Search found 17646 matches

by Chem_Mod
Mon Aug 22, 2011 12:42 am
Forum: Calculating pH or pOH for Strong & Weak Acids & Bases
Topic: For a pH of 7.21, what is the acceptable range?
Replies: 1
Views: 262

Re: For a pH of 7.21 acceptable, what is the range?

Answer: The 6-8 answer is a little rough. Stay with the +/- 1 range for a good buffer solution. 6.2 to 8.2 is fine.
by Chem_Mod
Mon Aug 22, 2011 12:42 am
Forum: Calculating pH or pOH for Strong & Weak Acids & Bases
Topic: For a pH of 7.21, what is the acceptable range?
Replies: 1
Views: 262

For a pH of 7.21, what is the acceptable range?

Question: Since the pH region is +/-1 pH, is the range of 6-8 for a pH of 7.21 acceptable, or should it be 6.21-8.21? Should this be rounded before finding the pH range?
by Chem_Mod
Mon Aug 22, 2011 12:34 am
Forum: *Making Buffers & Calculating Buffer pH (Henderson-Hasselbalch Equation)
Topic: Can we use H-H eq to calc pH after the addition of titrant?
Replies: 1
Views: 209

Re: Can we use H-H eq to calc pH after the addition of titra

Answer: Use the H-H equation for a buffer solution when you know both the initial acid concentration and initial salt concentration.
by Chem_Mod
Mon Aug 22, 2011 12:34 am
Forum: *Making Buffers & Calculating Buffer pH (Henderson-Hasselbalch Equation)
Topic: Can we use H-H eq to calc pH after the addition of titrant?
Replies: 1
Views: 209

Can we use H-H eq to calc pH after the addition of titrant?

Question: When do you use the Henderson-Hasselbalch equation? In regards to titrations of a weak acid & strong base (or) weak base and strong acid, can the Henderson-Hasselbach equation be applied to calculate the pH after an addition of a titrant (strong acid or base) instead of using the quad...
by Chem_Mod
Mon Aug 22, 2011 12:29 am
Forum: Properties & Structures of Inorganic & Organic Acids
Topic: Effect of replacing hydrogens of central C in acetic acid
Replies: 1
Views: 211

Re: Effect of replacing hydrogens of central C in acetic aci

They stabilize the anion by withrawing e- density away from the COO- .
by Chem_Mod
Mon Aug 22, 2011 12:29 am
Forum: Properties & Structures of Inorganic & Organic Acids
Topic: Effect of replacing hydrogens of central C in acetic acid
Replies: 1
Views: 211

Effect of replacing hydrogens of central C in acetic acid

How does replacing the hydrogens around the central carbon in acetic acid with halogen atoms facilitates proton donation? Wouldn't the halogens exert a stronger pull on the proton?
by Chem_Mod
Sun Aug 21, 2011 4:26 pm
Forum: Trends in The Periodic Table
Topic: Knowledge of Periodic Table you need to know
Replies: 1
Views: 192

Re: Knowledge of Periodic Table you need to know

Answer: You must know all the s and p-block elements and the 1st transition row (up to zinc) which we discussed in class.
by Chem_Mod
Sun Aug 21, 2011 4:26 pm
Forum: Trends in The Periodic Table
Topic: Knowledge of Periodic Table you need to know
Replies: 1
Views: 192

Knowledge of Periodic Table you need to know

Question: How much of the Aufbau principle and the Periodic Table will we have to know? Do we have to all the exceptions of the transition metals, or just in general?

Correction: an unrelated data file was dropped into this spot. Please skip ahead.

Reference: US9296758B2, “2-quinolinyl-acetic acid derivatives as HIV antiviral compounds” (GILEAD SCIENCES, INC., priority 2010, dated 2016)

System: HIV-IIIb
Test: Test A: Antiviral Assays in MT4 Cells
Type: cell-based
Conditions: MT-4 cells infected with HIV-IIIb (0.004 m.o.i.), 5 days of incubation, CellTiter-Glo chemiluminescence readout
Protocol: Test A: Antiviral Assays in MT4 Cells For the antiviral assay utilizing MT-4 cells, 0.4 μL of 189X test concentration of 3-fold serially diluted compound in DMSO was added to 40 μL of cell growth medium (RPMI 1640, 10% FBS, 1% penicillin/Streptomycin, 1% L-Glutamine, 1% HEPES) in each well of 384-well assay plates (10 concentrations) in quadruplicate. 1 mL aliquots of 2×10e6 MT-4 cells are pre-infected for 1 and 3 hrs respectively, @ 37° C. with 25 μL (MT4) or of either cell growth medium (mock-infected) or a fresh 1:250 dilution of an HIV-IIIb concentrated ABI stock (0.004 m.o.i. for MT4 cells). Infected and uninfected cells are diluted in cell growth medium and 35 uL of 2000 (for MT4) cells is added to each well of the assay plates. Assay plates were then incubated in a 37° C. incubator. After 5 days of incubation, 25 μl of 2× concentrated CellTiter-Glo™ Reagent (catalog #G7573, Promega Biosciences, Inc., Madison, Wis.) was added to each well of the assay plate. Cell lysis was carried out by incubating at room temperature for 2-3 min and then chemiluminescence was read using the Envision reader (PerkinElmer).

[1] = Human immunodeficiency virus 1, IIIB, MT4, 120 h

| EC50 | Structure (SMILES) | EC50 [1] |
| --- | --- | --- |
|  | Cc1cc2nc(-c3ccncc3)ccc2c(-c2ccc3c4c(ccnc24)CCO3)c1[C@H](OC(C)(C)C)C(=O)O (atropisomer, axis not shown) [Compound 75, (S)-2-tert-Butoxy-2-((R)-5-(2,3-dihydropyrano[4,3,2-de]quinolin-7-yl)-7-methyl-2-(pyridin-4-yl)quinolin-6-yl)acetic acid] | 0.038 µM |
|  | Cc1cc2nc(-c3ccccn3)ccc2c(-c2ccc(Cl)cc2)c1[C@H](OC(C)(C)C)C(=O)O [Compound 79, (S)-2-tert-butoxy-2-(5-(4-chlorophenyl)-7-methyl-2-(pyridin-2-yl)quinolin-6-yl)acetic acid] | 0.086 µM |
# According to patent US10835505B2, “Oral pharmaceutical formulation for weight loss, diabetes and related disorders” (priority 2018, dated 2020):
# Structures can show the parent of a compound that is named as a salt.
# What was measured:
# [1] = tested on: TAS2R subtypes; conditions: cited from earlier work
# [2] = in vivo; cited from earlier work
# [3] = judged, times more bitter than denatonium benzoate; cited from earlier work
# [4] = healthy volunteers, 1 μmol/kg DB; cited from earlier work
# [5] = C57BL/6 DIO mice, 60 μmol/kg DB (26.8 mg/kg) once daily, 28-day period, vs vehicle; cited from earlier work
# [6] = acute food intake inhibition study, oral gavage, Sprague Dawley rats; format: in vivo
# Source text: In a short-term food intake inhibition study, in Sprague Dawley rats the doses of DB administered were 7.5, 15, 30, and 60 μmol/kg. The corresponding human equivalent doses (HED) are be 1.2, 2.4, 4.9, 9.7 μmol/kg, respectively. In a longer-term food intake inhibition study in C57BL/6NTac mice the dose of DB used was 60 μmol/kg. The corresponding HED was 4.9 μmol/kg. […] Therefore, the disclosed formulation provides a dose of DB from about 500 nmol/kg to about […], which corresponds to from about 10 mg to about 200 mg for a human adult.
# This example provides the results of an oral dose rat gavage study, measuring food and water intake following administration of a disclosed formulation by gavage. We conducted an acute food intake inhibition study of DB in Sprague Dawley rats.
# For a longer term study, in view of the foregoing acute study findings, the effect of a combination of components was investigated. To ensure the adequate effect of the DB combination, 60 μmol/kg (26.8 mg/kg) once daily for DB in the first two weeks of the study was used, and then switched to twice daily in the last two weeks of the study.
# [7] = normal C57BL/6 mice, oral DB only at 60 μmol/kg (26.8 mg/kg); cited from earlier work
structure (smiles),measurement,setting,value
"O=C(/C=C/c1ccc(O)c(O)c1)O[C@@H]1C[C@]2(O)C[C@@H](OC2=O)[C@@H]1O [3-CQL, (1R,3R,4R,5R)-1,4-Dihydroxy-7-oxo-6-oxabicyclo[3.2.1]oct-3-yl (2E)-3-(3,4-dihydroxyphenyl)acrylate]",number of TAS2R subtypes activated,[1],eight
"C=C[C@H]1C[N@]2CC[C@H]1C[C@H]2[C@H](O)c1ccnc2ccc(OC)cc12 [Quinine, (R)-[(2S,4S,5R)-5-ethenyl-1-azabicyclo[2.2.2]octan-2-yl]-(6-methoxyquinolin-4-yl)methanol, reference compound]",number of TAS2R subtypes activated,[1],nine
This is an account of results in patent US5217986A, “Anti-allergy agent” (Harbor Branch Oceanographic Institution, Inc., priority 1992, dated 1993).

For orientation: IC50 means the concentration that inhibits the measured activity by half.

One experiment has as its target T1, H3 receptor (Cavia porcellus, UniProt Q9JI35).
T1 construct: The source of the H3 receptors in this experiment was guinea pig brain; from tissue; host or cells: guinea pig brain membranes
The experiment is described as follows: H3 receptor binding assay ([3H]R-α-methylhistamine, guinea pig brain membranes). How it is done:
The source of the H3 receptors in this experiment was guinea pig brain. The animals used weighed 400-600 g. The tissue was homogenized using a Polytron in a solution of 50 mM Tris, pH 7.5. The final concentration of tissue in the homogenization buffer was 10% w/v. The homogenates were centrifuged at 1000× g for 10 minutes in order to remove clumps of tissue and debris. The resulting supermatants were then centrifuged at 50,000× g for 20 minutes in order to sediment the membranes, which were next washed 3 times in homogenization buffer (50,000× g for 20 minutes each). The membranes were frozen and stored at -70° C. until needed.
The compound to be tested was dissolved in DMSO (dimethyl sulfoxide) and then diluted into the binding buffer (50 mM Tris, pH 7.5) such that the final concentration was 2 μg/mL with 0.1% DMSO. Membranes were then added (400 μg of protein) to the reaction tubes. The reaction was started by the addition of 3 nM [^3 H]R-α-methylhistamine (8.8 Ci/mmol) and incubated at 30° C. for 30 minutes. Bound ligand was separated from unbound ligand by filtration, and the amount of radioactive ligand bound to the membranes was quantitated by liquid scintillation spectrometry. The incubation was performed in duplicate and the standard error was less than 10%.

by Chem_Mod
Sun Aug 21, 2011 4:23 pm
Forum: *Shrodinger Equation
Topic: Meaning and Effectiveness of Shielding
Replies: 1
Views: 332

Re: Meaning and Effectiveness of Shielding

Answer: Shielding means that inner electrons shield the outer electrons from the positive charge of the nucleus. Electrons in S-orbitals are more effective at shielding.
by Chem_Mod
Sun Aug 21, 2011 4:22 pm
Forum: *Shrodinger Equation
Topic: Meaning and Effectiveness of Shielding
Replies: 1
Views: 332

Meaning and Effectiveness of Shielding

Question: What is shielding? What is meant by less effective shielding and more effective shielding?
by Chem_Mod
Sun Aug 21, 2011 4:18 pm
Forum: *Molecular Orbital Theory (Bond Order, Diamagnetism, Paramagnetism)
Topic: Predict diamagnetic and paramagnetic
Replies: 1
Views: 338

Re: Predict diamagnetic and paramagnetic

The bond number tells you only the number of bonds. You have to look at the MO energy diagram to determine if there are unpaired e-.
by Chem_Mod
Sun Aug 21, 2011 4:18 pm
Forum: *Molecular Orbital Theory (Bond Order, Diamagnetism, Paramagnetism)
Topic: Predict diamagnetic and paramagnetic
Replies: 1
Views: 338

Predict diamagnetic and paramagnetic

Does the bond number obtained predict if a molecule is diamagnetic or paramagnetic? Or is it just predicted by checking if there are unpaired electrons? If the bond number that is obtained has a half (e.g 2.5) does that make it paramagnetic and if the number is a whole (e.g 3) does that make it diam...
by Chem_Mod
Sun Aug 21, 2011 4:16 pm
Forum: Resonance Structures
Topic: In resonance structure, do we need equivalent structures?
Replies: 1
Views: 287

Re: In resonance structure, do we need equivalent structures

Answer: Resonance structures must have the same number of single and double bonds but the double bonds are in different positions. Formal charges will be the same for resonance structures. Different Lewis Structures have different numbers of bonds. Formal charges will NOT be the same for different ...